But then, along with Patti, we learn that Eric is a deeply troubled man. Even dangerously so. And eventually, we learn why: As an officer in the British Army during the war, he was captured at Singapore by the Japanese and became one of the slaves forced to work on the Death Railway. He was already what he terms “a railway enthusiast” in his youth, and he was able to explain to his fellow prisoners what was in store for them. After noting that building railroads was such harsh work that most were built by oppressed outsiders who had no other option (Irish navvies fleeing famine in Britain, Chinese coolies in America), he said that the reason no rail line had ever been laid from Bangkok to Rangoon was that everyone knew it would be an unprecedented act of incredible human brutality to build it through jungle and mountains that lay in the way. It would take “an Army of slaves” to do it. And they were that Army.

Lomax ended up suffering more than most. When he is caught with a contraband radio, he is tortured at length by the Kempeitai. And when they see the map he had drawn to explain the project to his comrades, they absolutely do not believe his explanation that he is merely “a railway enthusiast.”

Things come to a head when Lomax learns that not only is the Kempeitai man who had interrogated him during the torture still alive, but he’s in Kanchanaburi as curator of a museum about the building of the railroad, which killed thousands of Lomax’s comrades.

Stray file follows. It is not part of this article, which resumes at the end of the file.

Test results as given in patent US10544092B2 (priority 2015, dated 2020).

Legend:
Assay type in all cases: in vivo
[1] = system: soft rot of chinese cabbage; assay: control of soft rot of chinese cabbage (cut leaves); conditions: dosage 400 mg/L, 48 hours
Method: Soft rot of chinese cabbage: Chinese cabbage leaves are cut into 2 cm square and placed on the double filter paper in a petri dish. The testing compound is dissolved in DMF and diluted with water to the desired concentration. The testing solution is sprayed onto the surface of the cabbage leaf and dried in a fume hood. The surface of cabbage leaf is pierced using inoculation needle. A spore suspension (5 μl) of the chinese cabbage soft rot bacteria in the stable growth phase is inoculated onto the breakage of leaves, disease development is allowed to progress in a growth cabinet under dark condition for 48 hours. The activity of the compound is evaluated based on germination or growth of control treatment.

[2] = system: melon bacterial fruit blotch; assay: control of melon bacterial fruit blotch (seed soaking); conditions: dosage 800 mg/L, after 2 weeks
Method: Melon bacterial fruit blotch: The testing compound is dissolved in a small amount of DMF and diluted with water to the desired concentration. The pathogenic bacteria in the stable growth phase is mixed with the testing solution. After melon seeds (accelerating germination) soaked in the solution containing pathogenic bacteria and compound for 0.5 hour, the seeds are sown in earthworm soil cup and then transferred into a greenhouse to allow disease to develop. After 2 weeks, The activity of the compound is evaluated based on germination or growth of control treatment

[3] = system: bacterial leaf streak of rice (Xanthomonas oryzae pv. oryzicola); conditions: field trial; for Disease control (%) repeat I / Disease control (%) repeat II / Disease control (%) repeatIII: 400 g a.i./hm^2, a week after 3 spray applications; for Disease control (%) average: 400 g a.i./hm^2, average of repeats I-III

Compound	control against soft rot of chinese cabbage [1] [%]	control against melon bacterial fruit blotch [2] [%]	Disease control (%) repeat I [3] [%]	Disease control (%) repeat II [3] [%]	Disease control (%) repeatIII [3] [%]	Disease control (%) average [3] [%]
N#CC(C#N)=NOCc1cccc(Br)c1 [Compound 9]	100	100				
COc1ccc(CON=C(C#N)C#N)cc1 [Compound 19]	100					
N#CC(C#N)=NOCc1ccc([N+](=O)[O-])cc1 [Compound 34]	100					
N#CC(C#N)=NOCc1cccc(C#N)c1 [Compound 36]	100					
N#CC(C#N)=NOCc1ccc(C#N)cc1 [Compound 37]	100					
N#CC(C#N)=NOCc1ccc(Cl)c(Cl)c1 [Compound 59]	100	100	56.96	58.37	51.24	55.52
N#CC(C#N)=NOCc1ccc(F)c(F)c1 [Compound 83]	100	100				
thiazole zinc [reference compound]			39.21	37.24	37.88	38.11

So Lomax takes a knife and travels to Thailand, determined to bring an end to his torment. (A dramatic moment involving that knife takes place on the very bridge over the River Kwai that is behind me in this picture.)

I had an exchange with M. Prince the end of last week about the horrors of war, and about the question of whether anything honorable can be found in war. I thought about that while watching “The Railway Man,” because I have never seen a more profound examination of that question — showing the worst man can do to man, and how honor can be twisted into its opposite — than this film.

Nor have I ever seen — major SPOILER ALERT here — a more beautiful evocation of the power of forgiveness and reconciliation between deeply wounded, hurting human beings.

I highly recommend this film. Five stars. It may not have the epic sweep of “Bridge on the River Kwai.” It’s a quieter, less assuming film. But I actually think it’s better.

The sheltered Anna exhibited poor judgment in choosing a fiance.

The sheltered Anna exhibited poor judgment in choosing a fiance.

Who didn’t know these things about ‘American Pie?’

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As long as I’m going on about the days of my youth…

I was flabbergasted by this piece in the WSJ over the weekend:

Earlier this month, one of the greatest mysteries in rock ’n’ roll was finally solved. The unnamed “king” and “jester on the sidelines” in Don McLean’s iconic 1971 song “American Pie” were revealed to be Elvis Presley and Bob Dylan, respectively….

Whoa, whoa, whoa! Hang on! Greatest mysteries?

Who did not know, soon after the song’s release in the fall of 1971, that “the king” was Elvis and the “jester” was Dylan?

Nobody! At least, nobody who was old enough to take a consuming interest in listening to the radio and who had time on his hands to talk endlessly about such drivel. In other words, nobody who was in college then.

I checked, and I was right — the columnist who wrote that was 3 years old when the song came out. So… maybe this was a big revelation to her, but not to Rob, Barry, Dick or me.